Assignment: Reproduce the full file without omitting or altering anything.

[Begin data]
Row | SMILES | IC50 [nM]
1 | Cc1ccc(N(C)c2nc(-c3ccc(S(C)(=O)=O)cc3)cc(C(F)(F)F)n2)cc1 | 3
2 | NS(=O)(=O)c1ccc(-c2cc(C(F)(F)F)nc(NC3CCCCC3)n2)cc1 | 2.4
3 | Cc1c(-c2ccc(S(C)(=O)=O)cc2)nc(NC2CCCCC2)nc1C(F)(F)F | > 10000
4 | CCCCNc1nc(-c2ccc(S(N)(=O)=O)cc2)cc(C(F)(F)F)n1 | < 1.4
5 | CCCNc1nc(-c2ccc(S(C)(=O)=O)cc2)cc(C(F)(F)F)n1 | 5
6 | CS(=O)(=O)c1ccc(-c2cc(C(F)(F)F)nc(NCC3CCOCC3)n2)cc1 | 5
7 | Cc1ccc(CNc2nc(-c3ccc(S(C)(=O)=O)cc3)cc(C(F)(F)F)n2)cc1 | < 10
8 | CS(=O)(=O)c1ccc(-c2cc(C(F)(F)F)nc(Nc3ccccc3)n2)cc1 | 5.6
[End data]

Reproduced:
Row | SMILES | IC50 [nM]
1 | Cc1ccc(N(C)c2nc(-c3ccc(S(C)(=O)=O)cc3)cc(C(F)(F)F)n2)cc1 | 3
2 | NS(=O)(=O)c1ccc(-c2cc(C(F)(F)F)nc(NC3CCCCC3)n2)cc1 | 2.4
3 | Cc1c(-c2ccc(S(C)(=O)=O)cc2)nc(NC2CCCCC2)nc1C(F)(F)F | > 10000
4 | CCCCNc1nc(-c2ccc(S(N)(=O)=O)cc2)cc(C(F)(F)F)n1 | < 1.4
5 | CCCNc1nc(-c2ccc(S(C)(=O)=O)cc2)cc(C(F)(F)F)n1 | 5
6 | CS(=O)(=O)c1ccc(-c2cc(C(F)(F)F)nc(NCC3CCOCC3)n2)cc1 | 5
7 | Cc1ccc(CNc2nc(-c3ccc(S(C)(=O)=O)cc3)cc(C(F)(F)F)n2)cc1 | < 10
8 | CS(=O)(=O)c1ccc(-c2cc(C(F)(F)F)nc(Nc3ccccc3)n2)cc1 | 5.6